Retailers have faced numerous challenges over the past few years. From increased pressure to implement sustainable practices, Brexit, the pandemic, to the continued evolution of the modern high street – there has been a range of economic, political and social factors that have put increased pressure on the industry to survive.
I hate to repeat the now ubiquitous phrase, but due to the pandemic, consumers were driven to shop online, thus merging social media and e-commerce more than ever before. The interaction between brands and consumers has evolved, prompted by the amount of brands utilising social media to reach customers.
The Global e-commerce market is expected to expand by one trillion dollars by 2025. This is now tied in with social commerce, meaning it is something that brands cannot avoid thinking about.
So, what exactly is social commerce?
To put it simply, social commerce is simply online shopping which takes place entirely within a social media platform; from the moment you spot a product, to adding it to your basket, to checking out.
Shopping features on social media platforms such as Instagram, Twitter and now Pinterest make it easy for shoppers to convert without even having to leave the app – making it much easier and more convenient to purchase products.
This is usually enabled by affiliates. If a consumer follows a brand’s official account, they may be convinced to purchase this way, but the number of influencers, and the amount they influence consumers is increasing.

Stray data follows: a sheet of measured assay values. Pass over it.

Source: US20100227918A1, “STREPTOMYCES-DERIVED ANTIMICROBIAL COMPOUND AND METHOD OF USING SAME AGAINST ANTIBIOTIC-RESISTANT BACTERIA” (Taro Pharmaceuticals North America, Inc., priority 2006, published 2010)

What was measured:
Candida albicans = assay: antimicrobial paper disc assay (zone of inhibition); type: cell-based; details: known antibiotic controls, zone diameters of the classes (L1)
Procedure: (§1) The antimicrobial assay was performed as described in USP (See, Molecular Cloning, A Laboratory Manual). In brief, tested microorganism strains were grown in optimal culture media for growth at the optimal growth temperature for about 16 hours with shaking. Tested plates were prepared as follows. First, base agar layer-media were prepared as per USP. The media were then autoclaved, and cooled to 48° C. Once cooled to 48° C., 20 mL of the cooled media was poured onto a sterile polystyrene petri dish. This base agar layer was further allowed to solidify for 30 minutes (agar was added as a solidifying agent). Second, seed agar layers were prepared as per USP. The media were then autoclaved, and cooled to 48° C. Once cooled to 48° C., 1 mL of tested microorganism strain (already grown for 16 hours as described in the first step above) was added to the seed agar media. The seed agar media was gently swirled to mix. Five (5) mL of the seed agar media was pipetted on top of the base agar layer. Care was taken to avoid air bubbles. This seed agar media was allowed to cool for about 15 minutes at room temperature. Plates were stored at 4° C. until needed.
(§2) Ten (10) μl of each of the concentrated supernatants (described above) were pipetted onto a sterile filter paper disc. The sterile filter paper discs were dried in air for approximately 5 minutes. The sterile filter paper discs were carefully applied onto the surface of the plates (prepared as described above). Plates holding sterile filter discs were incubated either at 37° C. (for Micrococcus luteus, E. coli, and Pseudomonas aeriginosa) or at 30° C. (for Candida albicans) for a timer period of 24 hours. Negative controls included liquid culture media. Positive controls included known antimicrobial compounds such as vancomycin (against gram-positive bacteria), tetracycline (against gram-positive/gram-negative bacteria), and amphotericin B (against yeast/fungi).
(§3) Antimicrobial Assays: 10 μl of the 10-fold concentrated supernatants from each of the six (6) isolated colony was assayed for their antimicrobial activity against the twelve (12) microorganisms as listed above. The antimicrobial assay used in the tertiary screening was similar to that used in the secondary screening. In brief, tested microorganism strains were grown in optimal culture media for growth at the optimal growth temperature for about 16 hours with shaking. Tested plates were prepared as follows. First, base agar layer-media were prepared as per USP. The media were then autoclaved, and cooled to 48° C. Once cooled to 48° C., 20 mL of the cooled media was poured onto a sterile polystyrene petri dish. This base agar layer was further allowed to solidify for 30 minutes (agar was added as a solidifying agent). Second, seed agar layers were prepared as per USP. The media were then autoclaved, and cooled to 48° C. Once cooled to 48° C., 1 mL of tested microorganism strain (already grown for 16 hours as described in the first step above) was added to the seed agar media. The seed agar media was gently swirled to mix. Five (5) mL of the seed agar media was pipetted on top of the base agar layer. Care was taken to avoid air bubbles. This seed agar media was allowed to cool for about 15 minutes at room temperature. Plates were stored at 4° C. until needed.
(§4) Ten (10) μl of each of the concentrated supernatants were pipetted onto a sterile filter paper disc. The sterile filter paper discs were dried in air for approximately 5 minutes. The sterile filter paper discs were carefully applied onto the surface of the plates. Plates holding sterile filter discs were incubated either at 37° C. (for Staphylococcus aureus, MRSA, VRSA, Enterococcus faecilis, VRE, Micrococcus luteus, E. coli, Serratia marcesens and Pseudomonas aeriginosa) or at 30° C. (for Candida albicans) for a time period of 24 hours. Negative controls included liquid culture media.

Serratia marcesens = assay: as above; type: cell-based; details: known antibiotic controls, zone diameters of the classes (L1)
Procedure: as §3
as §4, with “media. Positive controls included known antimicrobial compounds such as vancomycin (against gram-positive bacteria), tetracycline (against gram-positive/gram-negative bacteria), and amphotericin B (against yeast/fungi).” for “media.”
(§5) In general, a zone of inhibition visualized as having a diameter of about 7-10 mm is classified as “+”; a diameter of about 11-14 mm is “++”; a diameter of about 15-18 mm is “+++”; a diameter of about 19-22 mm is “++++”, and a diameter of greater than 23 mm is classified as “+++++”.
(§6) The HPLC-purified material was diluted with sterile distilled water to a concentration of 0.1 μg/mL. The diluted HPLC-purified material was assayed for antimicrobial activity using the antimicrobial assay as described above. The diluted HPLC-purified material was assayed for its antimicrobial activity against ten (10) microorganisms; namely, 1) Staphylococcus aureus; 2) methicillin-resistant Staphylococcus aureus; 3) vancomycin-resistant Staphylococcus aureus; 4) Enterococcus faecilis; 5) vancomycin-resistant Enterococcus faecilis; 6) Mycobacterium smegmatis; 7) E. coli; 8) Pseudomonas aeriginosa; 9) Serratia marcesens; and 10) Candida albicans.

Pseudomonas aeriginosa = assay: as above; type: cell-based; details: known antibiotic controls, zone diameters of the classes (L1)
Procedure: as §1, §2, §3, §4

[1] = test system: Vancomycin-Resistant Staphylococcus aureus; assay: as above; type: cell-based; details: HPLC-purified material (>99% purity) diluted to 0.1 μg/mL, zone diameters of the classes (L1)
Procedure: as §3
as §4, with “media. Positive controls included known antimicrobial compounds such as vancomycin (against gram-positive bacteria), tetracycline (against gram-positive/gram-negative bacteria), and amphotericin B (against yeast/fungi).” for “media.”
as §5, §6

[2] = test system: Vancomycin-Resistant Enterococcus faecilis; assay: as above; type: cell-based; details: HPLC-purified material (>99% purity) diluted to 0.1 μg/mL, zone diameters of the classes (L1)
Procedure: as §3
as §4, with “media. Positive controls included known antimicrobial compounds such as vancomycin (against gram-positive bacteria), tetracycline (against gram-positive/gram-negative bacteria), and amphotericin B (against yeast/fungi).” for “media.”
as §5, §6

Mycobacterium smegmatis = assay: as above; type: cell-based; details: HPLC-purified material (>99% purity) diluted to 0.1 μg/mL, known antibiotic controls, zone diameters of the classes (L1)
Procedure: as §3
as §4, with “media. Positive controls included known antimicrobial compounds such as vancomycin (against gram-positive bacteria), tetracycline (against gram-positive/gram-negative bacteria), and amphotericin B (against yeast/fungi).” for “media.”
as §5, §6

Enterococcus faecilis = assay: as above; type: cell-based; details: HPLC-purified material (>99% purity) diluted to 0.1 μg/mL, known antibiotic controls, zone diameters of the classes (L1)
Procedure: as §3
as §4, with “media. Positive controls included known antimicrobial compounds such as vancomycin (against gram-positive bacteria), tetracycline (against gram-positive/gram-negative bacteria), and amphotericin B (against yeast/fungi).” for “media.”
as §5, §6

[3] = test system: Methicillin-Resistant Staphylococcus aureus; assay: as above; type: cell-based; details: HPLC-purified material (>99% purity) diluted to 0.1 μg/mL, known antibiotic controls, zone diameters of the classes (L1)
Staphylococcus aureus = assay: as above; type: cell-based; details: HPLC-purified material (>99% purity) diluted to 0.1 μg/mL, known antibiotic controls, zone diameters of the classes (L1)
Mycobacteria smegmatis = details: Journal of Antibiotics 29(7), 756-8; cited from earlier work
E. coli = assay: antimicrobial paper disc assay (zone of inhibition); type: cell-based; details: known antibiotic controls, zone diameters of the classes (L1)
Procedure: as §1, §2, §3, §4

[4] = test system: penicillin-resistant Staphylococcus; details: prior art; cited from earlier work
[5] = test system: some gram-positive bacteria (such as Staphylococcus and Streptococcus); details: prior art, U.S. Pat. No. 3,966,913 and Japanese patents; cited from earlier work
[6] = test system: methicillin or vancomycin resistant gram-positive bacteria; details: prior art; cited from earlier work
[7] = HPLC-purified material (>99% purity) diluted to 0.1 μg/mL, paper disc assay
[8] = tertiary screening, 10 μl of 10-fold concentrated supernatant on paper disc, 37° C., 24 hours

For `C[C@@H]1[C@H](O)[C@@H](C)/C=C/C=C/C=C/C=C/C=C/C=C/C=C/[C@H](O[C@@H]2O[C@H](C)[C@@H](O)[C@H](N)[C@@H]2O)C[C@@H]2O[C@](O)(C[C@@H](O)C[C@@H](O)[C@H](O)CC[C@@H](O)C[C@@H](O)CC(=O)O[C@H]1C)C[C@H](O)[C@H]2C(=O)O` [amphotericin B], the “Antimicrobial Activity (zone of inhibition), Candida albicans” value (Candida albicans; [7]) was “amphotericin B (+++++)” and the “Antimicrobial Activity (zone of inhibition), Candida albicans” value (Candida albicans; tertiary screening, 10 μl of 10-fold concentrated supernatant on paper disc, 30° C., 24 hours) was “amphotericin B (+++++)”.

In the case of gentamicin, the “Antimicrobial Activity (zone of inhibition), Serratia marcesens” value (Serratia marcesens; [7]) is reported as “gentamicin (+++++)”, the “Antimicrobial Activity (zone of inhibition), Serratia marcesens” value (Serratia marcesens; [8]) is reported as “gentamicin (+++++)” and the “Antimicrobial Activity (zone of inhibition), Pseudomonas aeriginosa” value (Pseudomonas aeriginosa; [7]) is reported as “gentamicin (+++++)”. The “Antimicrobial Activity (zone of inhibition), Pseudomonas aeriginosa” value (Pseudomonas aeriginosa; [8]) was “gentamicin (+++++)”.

What problems can social commerce cause?
Whilst most of the effects of this change are beneficial, there are various issues that could come to light for retailers. One of these is that retailers must now ensure that the fulfillments the consumer receives live up to the speed and convenience in which they are bought. Delivery time, return time and customer service all form the opinion and relationship formed by a consumer.
Brick and mortar stores can also suffer the consequences. A whole new paradigm of sales and marketing has developed, meaning that less room is left for the traditional stores which used to line our high-streets.
Why is e-commerce, and now social commerce, essential?
However, whatever reservations a brand may have about implementing e-commerce, they will have to let go of. As of August 10 2021, 3.96 billion people currently use social media worldwide. This is almost double of 2015’s result, which was 2.07 billion.
It’s exciting to watch e-commerce, and social commerce, grow. Instead of seeing it as a threat, smaller brands and brick-and-mortar stores should see it as a fruitful opportunity. There are so many platforms right at their fingertips which can be used to expand reach and increase revenue to levels it has never seen before.